This oil rich country has maintained nearly free gasoline under the rule of President Hugo Chavez and his successor Nicolás Maduro. While it is true that Hugo Chavez became president for life (which blurs the distinction between a president and a dictator), he sought to allow the people of Venezuela to enjoy the oil they produce abundantly.
So Chavez began subsidizing the cost of gasoline to the point where the price is absurdly low. Can you image filling up your vehicle with 22 gallons of unleaded gasoline for 88 cents? Such prices would be an immediate savings for every family in the United States.
The same holds true in Venezuela. It was relatively easy for Venezuela to subsidize oil when the country used only the oil produced domestically. Now, economic growth has the country importing oil to the tune of 25% of the nation’s supply. Oil is purchased at $100 a barrel and sold for domestic use at $5 a barrel.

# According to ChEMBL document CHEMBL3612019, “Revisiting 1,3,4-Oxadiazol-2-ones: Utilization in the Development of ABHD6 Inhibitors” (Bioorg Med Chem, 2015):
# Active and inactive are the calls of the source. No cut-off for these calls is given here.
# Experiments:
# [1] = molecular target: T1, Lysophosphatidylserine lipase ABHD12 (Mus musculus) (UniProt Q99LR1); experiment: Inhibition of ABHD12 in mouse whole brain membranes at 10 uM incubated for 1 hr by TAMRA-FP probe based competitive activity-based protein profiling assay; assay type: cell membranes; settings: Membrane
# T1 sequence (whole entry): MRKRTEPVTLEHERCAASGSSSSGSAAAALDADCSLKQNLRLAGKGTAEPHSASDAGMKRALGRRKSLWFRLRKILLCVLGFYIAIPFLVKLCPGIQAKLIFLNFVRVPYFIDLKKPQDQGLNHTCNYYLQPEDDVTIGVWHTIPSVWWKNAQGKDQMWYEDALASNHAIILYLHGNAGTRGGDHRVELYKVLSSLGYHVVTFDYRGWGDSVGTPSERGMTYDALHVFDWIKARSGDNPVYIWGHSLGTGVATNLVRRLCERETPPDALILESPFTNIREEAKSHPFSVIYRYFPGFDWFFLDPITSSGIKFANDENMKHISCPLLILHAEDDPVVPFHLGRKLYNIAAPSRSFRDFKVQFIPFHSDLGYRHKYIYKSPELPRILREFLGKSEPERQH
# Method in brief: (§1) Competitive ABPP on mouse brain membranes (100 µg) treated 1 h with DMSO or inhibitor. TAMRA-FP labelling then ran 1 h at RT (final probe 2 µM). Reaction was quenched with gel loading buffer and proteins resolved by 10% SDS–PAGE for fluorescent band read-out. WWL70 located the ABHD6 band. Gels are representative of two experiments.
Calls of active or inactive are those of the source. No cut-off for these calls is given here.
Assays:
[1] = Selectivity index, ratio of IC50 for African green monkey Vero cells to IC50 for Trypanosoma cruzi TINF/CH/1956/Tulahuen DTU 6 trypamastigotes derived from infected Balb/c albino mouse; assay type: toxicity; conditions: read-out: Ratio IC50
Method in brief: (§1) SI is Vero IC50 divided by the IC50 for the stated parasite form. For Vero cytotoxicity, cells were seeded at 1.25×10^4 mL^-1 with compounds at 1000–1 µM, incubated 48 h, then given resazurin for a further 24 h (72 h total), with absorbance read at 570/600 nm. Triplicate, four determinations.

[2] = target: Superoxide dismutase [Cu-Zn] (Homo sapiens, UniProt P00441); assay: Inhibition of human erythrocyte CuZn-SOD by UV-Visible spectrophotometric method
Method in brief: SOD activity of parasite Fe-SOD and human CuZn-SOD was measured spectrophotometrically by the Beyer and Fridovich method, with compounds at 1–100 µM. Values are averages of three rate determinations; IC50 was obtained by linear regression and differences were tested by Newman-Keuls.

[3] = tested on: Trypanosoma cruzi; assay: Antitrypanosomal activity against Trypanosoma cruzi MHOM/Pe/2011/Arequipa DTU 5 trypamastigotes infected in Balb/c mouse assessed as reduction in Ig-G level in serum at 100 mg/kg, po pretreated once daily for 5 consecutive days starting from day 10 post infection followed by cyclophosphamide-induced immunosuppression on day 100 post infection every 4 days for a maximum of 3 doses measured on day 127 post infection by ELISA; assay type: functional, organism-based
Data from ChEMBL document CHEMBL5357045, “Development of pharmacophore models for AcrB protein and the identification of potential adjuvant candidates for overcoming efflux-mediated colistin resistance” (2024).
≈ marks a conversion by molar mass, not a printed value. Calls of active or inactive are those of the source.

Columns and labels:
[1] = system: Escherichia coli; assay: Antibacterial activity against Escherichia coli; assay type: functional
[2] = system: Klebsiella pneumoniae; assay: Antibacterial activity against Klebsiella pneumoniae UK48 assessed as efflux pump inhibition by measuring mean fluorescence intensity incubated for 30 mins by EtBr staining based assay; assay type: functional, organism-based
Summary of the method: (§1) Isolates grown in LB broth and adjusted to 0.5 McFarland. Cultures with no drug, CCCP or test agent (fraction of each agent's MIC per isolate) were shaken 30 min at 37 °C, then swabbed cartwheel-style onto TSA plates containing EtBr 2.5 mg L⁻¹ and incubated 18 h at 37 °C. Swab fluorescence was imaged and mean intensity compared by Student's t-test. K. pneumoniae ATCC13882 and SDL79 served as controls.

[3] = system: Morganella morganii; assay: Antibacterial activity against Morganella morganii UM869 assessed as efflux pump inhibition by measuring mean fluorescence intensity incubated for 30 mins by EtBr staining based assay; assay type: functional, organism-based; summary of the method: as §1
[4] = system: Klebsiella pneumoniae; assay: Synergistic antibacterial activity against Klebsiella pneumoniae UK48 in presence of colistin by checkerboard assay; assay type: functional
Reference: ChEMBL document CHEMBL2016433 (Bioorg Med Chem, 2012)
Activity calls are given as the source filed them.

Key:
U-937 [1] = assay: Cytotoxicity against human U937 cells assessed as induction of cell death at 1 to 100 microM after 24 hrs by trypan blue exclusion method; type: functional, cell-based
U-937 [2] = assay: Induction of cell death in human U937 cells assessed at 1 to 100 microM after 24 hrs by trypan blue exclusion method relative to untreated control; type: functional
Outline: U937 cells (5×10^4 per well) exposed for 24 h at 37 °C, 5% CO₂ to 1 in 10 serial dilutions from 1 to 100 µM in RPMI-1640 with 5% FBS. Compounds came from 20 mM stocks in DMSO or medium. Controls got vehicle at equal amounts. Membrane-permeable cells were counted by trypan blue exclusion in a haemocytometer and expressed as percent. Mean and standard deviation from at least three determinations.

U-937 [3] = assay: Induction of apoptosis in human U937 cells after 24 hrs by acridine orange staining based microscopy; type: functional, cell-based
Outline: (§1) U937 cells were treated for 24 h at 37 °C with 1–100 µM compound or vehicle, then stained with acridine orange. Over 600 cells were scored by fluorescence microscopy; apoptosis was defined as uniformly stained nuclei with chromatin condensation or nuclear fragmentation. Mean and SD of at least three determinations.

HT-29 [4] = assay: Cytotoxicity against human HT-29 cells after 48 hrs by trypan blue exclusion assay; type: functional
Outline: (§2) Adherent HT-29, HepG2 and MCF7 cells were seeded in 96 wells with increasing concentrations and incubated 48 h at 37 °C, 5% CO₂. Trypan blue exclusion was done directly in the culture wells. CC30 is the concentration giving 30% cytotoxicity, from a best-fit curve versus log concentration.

Back in April the Wallstreet Journal wrote:
The fuel subsidy helps explain why Venezuela finds itself in an unusual situation: A major oil exporter that is chronically short of cash. Venezuela’s budget deficit reached 12% of gross domestic product last year, according to Moody’s Investors Service, MCO -0.02% worse than in troubled euro-zone economies. A lack of dollars on the street—because the government hoards them—has led to shortages of imported goods, even as price controls discourage Venezuelans from producing many items locally.
Analysts agree that Venezuela cannot continue to subsidize oil for the long-term but with so many people dependent on essentially free gasoline removing those subsidies would cause a social upheaval.
In turbulent Venezuela, gasoline will likely stay at pennies a gallon